Saturday, January 21, 2012
Going back to the classic game, recreated on the Game Boy Color and available on the eShop Virtual Console as the third Game Boy Color download, might make you wonder what the fuss was all about. The game has the illusion of being a platformer, but in practice it’s a simplistic puzzle game with a nasty time limit and some very, very clunky controls.
Players take control of the prince on a quest to save the damsel. The trouble is, he only has 60 minutes to achieve this. That 60 minutes is an actual, real-life time limit, and the screen has an ugly countdown ticking away at the bottom of the screen. With 12 levels, you’ll only have five minutes to complete each. This would be fine – levels are reasonably short, except that each death sends you back to the start of a level, and the time wasted in a death is not reset.
Given that the prince is a fragile glass cannon, death is far too easy. Falling too far kills him. Guards can easily kill him. A mistimed jump to land on some spikes kills him. Nothing in Prince of Persia is so difficult that you can’t see it coming or avoid it with ease… or you would were the controls tight. Unfortunately, they’re the exact opposite. Tapping the D-pad in the direction you want just the once will leap the prince a sizable distance across the floor. Try and turn around and it’s far too easy for the game to recognise your turn as a “turn plus movement,” which will usually sent the prince plummeting into the abyss. The combat is anything but dynamic, and in general the game feels like it has no interest in doing what you’re trying to input through the buttons.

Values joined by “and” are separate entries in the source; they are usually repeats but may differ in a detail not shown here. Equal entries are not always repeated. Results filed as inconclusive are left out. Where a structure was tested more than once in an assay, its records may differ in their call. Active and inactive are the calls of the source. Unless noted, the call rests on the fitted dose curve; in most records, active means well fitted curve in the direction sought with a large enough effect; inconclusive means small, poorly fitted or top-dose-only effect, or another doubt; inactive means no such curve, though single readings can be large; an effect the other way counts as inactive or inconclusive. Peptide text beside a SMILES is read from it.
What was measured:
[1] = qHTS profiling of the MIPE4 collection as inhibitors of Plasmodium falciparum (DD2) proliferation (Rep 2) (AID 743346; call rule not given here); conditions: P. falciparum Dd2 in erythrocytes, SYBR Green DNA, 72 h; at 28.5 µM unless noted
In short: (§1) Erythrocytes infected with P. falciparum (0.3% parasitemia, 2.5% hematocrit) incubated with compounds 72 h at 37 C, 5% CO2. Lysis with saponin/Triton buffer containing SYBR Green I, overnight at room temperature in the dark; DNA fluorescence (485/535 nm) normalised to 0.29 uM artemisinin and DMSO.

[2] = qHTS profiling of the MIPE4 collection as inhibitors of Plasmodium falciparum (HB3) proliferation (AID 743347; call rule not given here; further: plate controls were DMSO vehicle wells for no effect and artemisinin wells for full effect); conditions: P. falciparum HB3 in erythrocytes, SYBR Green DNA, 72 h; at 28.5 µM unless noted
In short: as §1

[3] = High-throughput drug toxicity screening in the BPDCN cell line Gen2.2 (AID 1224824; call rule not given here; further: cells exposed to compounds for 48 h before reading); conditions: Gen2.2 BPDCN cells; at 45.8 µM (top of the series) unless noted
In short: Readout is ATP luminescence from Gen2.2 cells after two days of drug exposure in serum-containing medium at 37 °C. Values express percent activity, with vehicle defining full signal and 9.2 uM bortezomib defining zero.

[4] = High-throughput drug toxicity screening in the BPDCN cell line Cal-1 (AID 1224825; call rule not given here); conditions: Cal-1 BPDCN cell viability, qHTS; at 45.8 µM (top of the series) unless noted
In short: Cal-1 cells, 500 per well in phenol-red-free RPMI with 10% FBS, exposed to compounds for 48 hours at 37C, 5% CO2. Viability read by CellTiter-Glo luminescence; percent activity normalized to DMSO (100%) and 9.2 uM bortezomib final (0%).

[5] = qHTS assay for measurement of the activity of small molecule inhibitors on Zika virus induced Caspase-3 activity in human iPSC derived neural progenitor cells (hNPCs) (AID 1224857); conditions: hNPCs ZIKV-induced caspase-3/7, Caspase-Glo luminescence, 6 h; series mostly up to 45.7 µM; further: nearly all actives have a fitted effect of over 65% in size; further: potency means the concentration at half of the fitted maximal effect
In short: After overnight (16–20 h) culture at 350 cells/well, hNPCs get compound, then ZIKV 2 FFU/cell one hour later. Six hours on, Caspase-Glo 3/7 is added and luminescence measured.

There’s the ability to use the B button to make relatively small movements, but it raises a question I’ve been asking since this game was originally released: Why not just make the prince responsive in the first place? The difficulty in controlling the hero gives the game some challenge, yes, and the easy deaths give the time limit a relevance, but why not make the game challenging in more interesting ways than a frustrating difficulty. Of all classic games, Prince of Persia has aged worse than almost any of them, thanks to these controls.
The presentation helps things somewhat. Simplistic as it is, the rare note of music (the in-game action doesn’t have a soundtrack) and the basic visuals do convey a nice sense of fantastic Persian dungeon crawling and heroism.
And that is why the game is still recognised as a classic. Like a good book or fairy tale it conjures a sense of wonder and magic.
It’s just a pity that it isn’t a whole lot of fun to play now.
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